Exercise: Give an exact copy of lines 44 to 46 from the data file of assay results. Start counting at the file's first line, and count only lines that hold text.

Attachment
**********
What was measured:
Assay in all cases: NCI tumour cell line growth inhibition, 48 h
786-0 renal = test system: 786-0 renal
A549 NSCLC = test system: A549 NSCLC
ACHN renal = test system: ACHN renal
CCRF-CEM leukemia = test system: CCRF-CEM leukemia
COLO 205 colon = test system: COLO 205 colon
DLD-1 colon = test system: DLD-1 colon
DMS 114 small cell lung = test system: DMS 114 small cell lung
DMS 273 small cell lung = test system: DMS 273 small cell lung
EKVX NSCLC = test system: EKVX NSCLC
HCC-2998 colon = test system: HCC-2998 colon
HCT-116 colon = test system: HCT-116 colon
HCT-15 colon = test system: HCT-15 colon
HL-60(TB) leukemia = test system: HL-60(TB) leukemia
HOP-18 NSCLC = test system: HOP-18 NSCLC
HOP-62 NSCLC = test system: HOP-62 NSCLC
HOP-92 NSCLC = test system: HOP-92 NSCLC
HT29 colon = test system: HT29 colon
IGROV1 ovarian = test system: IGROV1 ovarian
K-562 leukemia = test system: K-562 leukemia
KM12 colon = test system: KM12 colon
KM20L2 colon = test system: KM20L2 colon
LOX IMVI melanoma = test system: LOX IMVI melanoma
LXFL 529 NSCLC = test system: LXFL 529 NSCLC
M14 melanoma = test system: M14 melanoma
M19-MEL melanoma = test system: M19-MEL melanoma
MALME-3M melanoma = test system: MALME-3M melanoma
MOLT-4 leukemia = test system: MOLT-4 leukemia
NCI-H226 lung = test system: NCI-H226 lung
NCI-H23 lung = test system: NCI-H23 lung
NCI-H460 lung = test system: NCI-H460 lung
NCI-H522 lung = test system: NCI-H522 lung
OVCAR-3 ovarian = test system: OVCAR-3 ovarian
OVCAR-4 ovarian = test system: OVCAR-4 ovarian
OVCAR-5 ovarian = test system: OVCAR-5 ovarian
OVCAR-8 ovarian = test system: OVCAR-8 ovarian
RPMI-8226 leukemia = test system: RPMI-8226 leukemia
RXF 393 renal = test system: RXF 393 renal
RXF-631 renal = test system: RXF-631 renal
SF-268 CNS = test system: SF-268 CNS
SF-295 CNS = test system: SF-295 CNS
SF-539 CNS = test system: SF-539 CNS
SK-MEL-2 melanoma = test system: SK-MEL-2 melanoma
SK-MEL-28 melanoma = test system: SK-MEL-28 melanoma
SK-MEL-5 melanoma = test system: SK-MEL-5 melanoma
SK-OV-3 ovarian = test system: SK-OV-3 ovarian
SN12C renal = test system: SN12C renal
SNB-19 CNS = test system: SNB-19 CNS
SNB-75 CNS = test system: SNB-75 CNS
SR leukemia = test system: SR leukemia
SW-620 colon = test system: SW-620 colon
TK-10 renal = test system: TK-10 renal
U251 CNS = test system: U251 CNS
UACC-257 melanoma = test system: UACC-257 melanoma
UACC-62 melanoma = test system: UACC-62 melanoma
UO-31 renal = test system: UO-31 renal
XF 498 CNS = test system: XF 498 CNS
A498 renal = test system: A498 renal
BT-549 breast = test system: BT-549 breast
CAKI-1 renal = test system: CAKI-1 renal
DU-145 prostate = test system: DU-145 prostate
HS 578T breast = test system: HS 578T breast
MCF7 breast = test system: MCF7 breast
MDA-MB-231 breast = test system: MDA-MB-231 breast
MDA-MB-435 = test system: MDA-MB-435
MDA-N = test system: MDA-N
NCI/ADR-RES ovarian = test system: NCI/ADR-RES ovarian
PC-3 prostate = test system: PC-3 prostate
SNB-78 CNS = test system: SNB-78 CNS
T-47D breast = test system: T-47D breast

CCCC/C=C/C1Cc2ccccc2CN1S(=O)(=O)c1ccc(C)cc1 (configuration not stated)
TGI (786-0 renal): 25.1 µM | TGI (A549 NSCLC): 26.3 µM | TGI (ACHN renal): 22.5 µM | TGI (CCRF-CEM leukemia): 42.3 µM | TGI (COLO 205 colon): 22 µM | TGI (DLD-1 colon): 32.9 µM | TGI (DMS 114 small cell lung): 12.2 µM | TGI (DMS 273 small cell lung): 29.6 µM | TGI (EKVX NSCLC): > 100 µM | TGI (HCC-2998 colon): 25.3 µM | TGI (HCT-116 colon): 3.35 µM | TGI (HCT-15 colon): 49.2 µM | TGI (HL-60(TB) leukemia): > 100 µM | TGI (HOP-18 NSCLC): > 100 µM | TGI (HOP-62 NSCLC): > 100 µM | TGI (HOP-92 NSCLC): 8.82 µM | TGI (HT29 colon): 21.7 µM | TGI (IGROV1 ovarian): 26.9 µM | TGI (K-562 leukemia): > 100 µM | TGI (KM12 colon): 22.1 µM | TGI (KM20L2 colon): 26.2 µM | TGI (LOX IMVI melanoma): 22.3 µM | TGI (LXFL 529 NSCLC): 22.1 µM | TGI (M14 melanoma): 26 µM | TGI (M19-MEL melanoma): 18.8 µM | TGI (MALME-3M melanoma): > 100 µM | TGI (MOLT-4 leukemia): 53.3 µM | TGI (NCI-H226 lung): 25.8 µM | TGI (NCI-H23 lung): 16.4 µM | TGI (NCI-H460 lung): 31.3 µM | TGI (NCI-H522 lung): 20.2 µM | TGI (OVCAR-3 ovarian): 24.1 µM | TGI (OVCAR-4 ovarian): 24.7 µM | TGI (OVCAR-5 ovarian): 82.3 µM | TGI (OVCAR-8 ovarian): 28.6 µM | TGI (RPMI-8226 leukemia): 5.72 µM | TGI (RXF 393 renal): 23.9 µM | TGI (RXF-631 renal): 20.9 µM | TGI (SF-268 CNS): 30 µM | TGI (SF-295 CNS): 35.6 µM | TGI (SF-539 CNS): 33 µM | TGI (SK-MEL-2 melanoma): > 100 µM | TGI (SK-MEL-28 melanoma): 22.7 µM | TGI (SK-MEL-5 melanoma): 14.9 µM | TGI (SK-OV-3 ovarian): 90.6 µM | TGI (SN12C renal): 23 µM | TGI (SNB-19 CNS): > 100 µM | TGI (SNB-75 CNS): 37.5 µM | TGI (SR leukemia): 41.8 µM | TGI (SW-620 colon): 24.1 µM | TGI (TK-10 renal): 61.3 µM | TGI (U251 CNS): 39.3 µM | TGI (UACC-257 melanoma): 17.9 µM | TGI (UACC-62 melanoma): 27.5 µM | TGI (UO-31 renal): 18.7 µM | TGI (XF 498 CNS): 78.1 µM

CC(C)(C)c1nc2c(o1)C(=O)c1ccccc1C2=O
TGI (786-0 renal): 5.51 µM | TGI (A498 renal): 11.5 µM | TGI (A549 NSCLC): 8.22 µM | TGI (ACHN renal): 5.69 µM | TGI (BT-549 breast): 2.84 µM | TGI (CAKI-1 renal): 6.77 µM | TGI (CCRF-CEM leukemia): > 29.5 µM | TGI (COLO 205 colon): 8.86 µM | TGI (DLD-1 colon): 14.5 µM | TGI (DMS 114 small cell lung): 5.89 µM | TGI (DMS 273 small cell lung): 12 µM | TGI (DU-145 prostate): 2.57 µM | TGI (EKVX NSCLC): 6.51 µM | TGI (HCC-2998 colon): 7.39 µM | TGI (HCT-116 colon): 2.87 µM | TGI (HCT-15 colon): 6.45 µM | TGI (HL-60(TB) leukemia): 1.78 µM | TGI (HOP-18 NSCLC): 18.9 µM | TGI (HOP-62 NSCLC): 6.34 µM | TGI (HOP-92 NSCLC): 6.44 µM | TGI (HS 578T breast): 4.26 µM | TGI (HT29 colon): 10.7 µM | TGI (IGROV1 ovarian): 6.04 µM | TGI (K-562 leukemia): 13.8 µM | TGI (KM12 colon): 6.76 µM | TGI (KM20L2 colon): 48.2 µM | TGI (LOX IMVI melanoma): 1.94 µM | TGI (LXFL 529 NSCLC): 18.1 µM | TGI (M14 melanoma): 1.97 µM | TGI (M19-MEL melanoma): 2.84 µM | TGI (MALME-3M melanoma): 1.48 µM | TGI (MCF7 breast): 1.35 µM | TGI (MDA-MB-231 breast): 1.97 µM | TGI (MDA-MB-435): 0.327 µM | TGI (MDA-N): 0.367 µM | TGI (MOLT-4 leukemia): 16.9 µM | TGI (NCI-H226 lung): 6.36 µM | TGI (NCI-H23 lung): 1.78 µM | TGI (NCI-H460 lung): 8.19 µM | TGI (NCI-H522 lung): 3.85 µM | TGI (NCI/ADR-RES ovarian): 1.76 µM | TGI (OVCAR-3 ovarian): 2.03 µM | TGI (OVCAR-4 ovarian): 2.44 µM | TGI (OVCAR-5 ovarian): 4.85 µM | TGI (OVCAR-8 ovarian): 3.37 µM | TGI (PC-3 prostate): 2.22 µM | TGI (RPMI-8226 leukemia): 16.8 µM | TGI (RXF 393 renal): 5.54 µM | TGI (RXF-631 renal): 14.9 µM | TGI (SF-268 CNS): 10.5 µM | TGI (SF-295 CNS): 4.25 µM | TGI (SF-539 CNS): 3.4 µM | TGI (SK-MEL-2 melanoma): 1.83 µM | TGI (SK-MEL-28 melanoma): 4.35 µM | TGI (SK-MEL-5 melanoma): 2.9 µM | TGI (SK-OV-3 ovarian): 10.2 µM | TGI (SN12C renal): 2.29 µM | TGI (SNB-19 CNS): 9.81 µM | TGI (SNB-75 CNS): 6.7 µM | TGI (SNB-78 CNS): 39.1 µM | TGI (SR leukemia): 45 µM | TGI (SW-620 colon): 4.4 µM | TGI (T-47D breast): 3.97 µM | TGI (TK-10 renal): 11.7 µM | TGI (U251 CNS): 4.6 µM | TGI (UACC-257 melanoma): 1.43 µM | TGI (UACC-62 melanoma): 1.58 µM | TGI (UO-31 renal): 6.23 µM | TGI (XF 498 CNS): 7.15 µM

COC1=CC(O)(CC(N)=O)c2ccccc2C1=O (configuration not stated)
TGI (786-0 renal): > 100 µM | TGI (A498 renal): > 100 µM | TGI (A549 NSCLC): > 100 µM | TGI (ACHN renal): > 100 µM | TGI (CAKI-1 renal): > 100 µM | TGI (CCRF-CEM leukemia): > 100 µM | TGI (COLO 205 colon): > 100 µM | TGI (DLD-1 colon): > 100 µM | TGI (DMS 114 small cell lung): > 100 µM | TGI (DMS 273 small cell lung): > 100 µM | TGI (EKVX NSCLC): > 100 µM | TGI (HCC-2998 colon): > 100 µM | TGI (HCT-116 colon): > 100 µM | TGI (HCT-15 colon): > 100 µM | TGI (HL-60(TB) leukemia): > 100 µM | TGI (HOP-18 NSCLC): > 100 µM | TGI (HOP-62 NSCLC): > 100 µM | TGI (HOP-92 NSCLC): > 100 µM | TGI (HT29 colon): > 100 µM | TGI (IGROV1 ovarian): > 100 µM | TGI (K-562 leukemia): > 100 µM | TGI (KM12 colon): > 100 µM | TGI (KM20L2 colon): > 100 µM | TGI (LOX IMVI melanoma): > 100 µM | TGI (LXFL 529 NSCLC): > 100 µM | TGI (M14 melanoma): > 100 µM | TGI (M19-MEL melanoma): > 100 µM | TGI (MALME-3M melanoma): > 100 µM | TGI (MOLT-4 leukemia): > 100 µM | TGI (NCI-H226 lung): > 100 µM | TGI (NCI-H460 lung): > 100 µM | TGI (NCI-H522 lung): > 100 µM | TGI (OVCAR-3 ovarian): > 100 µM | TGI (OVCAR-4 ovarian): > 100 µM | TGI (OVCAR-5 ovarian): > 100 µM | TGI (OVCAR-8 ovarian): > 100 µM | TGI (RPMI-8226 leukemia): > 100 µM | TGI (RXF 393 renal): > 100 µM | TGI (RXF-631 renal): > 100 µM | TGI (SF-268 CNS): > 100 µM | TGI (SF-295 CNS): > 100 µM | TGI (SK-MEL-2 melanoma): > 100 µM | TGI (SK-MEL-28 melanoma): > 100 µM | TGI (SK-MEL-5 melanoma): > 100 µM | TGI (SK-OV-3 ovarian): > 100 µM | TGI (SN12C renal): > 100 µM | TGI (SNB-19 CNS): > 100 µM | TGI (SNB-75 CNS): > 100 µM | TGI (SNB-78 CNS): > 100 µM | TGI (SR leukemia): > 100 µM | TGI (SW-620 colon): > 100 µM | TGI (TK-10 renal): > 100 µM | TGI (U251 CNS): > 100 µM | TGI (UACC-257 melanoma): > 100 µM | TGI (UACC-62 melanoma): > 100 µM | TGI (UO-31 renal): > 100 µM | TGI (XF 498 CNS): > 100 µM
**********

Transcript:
SK-MEL-2 melanoma = test system: SK-MEL-2 melanoma
SK-MEL-28 melanoma = test system: SK-MEL-28 melanoma
SK-MEL-5 melanoma = test system: SK-MEL-5 melanoma